Childbirth Culture in the US and Canada
I had my first baby in a pool of water at home in Chicago, Illinois. I had my second baby in a pool of water at home in Vancouver, British Columbia. One born in the US and the other in Canada. Both babies were born big and healthy. Both births were attended by midwives. In both cases, I was well cared-for by my providers. Yet each pregnancy and birth was its own unique, beautiful, and sometimes difficult, experience. Not all of the differences were personal: the culture and politics of the places also affected my experience of each birth.
Second birth, not like the first
My first birth was hard-going and tumultuous. And so was the birthing climate in Illinois. My peers were not birthing at home. Everyone I met who was pregnant was working with the obstetrician/gynecologist they had always used, and planned on a hospital birth. Midwives and home birth doctors were being forced out of the hospitals and being dropped by malpractice insurance providers. They were taking away the right of licensed home birth providers to make use of life-saving tools like Pitocin to help the uterus expel a retained placenta, and IV fluids to replenish a dehydrated or post-hemorrhaging mother (both of which I required after my birth). It got to the point in that state where a taxi driver could attend your birth, but if a midwife was there, she could end up in jail.
Second births are almost always the easiest according to birthing lore. Indeed, my second birth was easy, and made all the better by the birth climate of Western Canada. The hardest part of the second birth experience was finding a midwife because there was (and is) a shortage. Everyone I knew in Vancouver was working with midwives, most of them planning home births. There was never any question about whether I would be allowed to transfer to a hospital if things went wrong; indeed, they keep a special ambulance just for that purpose. (In Illinois, women were often forced to transfer to a hospital alone, or their birth attendant could be arrested and jailed.) And, to further add to the ease, nobody ever asked about money or insurance coverage. In Canada, I wasn’t pressured into prenatal tests I didn’t want, nor was I told to weigh myself at every visit. I got only one ultrasound with my second pregnancy, a far cry from the three ultrasounds with my first, and I wasn’t forced to look outside of the midwifery practice to get those ultrasounds from a doctor who would end each visit with dire warnings about all the things that could go wrong when birthing outside the hospital.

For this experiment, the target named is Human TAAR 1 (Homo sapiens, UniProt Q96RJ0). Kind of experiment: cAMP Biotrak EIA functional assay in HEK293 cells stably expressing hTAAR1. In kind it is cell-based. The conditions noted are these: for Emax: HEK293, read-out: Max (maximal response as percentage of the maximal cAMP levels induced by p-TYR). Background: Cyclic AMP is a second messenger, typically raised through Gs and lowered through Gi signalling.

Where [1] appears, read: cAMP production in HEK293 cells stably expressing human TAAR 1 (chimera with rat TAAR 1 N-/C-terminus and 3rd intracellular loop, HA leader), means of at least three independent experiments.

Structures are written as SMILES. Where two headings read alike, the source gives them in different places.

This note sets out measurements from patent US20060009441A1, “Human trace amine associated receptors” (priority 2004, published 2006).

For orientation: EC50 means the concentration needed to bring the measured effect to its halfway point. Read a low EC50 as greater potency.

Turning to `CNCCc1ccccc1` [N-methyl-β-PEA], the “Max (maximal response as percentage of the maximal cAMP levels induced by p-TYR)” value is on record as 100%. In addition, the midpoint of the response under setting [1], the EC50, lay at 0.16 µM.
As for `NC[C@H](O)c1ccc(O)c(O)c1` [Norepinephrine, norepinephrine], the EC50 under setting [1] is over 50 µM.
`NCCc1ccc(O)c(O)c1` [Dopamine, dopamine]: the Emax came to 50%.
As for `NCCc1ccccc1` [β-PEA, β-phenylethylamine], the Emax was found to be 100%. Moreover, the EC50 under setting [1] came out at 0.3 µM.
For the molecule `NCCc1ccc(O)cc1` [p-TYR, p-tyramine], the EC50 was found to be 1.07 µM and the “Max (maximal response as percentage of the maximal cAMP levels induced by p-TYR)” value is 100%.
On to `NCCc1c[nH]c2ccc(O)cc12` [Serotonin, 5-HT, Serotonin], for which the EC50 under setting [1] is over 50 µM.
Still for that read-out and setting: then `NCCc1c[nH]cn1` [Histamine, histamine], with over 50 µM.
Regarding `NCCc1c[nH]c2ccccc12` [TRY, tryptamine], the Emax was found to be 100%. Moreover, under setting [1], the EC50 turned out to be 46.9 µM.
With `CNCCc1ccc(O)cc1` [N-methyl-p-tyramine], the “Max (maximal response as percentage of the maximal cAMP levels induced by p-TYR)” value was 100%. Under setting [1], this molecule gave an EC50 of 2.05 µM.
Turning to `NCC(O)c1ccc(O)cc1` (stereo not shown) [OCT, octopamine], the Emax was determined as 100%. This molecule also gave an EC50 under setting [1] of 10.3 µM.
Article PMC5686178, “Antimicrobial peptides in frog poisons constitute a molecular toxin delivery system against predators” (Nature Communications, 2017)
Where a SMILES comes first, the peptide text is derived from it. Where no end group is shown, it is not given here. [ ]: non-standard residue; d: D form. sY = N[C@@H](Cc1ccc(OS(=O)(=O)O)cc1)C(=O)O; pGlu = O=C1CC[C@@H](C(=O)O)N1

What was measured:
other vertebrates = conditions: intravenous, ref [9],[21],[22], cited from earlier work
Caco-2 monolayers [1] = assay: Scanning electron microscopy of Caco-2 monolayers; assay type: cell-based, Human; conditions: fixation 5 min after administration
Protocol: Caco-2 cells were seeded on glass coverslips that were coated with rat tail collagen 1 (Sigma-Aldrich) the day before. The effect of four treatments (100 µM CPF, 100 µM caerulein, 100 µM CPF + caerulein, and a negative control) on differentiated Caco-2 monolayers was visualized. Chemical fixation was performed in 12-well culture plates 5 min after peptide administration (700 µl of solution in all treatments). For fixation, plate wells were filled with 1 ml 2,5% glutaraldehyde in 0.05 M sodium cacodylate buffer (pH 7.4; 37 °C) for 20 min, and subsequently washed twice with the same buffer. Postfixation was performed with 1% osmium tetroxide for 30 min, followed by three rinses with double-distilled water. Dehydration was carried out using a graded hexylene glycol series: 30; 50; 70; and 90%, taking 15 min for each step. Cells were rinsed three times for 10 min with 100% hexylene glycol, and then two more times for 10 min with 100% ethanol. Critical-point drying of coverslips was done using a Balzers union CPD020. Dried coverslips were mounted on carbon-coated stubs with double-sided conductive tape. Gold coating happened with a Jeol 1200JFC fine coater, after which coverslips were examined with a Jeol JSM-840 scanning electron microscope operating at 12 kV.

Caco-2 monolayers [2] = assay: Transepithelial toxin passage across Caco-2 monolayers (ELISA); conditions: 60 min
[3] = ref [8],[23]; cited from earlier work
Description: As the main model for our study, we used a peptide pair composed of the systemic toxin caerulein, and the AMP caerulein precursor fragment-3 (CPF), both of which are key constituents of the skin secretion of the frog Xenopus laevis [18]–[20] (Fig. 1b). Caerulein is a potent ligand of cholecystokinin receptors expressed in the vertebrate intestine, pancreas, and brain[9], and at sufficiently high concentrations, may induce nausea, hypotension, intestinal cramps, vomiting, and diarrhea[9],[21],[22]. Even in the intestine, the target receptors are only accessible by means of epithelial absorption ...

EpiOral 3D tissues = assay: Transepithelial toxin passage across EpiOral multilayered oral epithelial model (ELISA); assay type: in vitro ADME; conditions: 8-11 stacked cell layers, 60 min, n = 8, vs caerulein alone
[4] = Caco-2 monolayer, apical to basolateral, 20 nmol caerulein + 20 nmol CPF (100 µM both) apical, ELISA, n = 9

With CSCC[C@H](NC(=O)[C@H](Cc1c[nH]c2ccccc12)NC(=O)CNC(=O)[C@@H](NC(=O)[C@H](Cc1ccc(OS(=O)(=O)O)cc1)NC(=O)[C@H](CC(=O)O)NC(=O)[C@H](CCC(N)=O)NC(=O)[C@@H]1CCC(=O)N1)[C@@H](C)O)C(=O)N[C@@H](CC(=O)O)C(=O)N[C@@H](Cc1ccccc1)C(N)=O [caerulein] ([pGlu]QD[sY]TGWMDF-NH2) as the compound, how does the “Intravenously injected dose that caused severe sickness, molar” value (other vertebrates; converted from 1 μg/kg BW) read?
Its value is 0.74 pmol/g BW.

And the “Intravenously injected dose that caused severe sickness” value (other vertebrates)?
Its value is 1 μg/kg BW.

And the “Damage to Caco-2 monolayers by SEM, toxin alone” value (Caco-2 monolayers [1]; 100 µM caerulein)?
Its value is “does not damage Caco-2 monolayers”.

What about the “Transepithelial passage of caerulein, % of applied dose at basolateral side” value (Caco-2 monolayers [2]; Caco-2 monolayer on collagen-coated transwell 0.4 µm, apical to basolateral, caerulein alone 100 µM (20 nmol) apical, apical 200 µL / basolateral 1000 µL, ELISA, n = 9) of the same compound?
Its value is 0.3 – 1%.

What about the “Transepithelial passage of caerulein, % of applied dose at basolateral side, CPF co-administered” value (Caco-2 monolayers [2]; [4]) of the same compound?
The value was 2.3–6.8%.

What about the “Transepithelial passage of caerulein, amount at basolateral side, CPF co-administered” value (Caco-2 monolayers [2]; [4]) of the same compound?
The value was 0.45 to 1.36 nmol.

Birth experience matters
While preparing for my first birth in the US, I had an instinct that my experience of birth mattered, and by the time I had my second child – this time in Canada – I knew it was true. A physiological birth – defined by the American College of Nurse-Midwives as “one that is powered by the innate human capacity of the woman and fetus”, or, at least, an attempt at such, is an empowering start to motherhood, both physiologically and neurologically.
“The research is very clear that the optimal birth is a well-supported vaginal birth with the least amount of medical intervention necessary,” says Jennifer Block, author of Pushed: The Painful Truth About Childbirth and Modern Maternity Care. And the research all indicates that a woman is most likely to get that if her experience of birth is valued.